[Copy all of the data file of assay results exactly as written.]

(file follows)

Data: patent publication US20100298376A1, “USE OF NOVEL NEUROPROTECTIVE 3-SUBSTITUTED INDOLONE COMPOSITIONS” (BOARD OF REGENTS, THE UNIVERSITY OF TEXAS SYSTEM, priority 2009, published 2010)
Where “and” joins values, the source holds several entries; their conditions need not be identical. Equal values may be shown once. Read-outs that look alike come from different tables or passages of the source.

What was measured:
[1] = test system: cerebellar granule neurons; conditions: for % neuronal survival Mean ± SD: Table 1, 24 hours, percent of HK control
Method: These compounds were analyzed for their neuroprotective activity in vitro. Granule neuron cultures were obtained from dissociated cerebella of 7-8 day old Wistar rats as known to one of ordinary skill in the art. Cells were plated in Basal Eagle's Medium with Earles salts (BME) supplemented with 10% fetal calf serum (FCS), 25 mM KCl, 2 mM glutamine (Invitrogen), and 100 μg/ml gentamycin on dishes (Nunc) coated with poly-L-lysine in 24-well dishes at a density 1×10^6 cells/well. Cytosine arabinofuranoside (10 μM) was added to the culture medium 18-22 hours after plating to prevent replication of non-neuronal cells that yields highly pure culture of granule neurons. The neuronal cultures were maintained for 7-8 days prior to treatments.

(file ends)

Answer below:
Data: patent publication US20100298376A1, “USE OF NOVEL NEUROPROTECTIVE 3-SUBSTITUTED INDOLONE COMPOSITIONS” (BOARD OF REGENTS, THE UNIVERSITY OF TEXAS SYSTEM, priority 2009, published 2010)
Where “and” joins values, the source holds several entries; their conditions need not be identical. Equal values may be shown once. Read-outs that look alike come from different tables or passages of the source.

What was measured:
[1] = test system: cerebellar granule neurons; conditions: for % neuronal survival Mean ± SD: Table 1, 24 hours, percent of HK control
Method: These compounds were analyzed for their neuroprotective activity in vitro. Granule neuron cultures were obtained from dissociated cerebella of 7-8 day old Wistar rats as known to one of ordinary skill in the art. Cells were plated in Basal Eagle's Medium with Earles salts (BME) supplemented with 10% fetal calf serum (FCS), 25 mM KCl, 2 mM glutamine (Invitrogen), and 100 μg/ml gentamycin on dishes (Nunc) coated with poly-L-lysine in 24-well dishes at a density 1×10^6 cells/well. Cytosine arabinofuranoside (10 μM) was added to the culture medium 18-22 hours after plating to prevent replication of non-neuronal cells that yields highly pure culture of granule neurons. The neuronal cultures were maintained for 7-8 days prior to treatments.